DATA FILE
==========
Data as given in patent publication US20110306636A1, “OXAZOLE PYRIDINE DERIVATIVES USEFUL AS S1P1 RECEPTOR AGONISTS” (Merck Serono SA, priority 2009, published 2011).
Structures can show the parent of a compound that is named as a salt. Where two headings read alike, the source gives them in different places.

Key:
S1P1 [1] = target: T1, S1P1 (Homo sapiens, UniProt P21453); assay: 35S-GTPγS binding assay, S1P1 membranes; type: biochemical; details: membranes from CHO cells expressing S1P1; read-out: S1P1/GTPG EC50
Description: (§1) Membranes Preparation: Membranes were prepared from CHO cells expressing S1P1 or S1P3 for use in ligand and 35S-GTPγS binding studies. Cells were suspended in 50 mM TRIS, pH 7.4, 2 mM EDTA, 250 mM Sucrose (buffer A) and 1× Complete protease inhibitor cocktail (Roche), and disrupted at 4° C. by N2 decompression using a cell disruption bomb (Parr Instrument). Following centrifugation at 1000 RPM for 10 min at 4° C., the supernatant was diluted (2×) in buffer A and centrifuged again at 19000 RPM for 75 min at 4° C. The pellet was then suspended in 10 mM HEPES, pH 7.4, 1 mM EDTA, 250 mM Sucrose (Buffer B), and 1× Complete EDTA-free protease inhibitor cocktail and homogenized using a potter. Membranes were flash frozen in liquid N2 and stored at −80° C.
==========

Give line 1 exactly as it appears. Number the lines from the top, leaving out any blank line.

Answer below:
Data as given in patent publication US20110306636A1, “OXAZOLE PYRIDINE DERIVATIVES USEFUL AS S1P1 RECEPTOR AGONISTS” (Merck Serono SA, priority 2009, published 2011).